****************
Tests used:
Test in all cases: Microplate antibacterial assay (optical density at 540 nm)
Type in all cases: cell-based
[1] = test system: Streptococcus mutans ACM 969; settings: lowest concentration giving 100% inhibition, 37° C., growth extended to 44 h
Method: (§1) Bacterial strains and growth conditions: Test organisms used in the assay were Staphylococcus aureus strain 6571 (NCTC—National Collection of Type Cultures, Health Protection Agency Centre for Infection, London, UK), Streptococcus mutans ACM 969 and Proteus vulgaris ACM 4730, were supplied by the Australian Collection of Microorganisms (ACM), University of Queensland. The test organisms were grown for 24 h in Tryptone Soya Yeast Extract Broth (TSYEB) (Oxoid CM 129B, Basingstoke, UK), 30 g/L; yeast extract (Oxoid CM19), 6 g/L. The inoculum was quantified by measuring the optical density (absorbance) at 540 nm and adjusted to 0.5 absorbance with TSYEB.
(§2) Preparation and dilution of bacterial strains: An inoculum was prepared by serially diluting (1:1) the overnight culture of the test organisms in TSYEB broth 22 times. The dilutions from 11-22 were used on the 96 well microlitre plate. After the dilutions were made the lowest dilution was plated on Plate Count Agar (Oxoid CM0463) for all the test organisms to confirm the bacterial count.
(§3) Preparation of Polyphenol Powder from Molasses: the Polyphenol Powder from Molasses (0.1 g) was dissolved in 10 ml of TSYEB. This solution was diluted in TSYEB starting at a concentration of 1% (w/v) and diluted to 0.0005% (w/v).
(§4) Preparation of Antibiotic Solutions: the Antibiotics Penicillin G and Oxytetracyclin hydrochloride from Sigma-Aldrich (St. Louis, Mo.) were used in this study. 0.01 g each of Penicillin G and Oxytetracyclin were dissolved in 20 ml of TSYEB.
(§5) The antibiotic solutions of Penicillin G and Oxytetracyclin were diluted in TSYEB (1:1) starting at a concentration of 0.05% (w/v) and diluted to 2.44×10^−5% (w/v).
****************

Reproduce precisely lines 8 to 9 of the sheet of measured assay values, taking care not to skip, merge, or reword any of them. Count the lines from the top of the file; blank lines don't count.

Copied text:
(§4) Preparation of Antibiotic Solutions: the Antibiotics Penicillin G and Oxytetracyclin hydrochloride from Sigma-Aldrich (St. Louis, Mo.) were used in this study. 0.01 g each of Penicillin G and Oxytetracyclin were dissolved in 20 ml of TSYEB.
(§5) The antibiotic solutions of Penicillin G and Oxytetracyclin were diluted in TSYEB (1:1) starting at a concentration of 0.05% (w/v) and diluted to 2.44×10^−5% (w/v).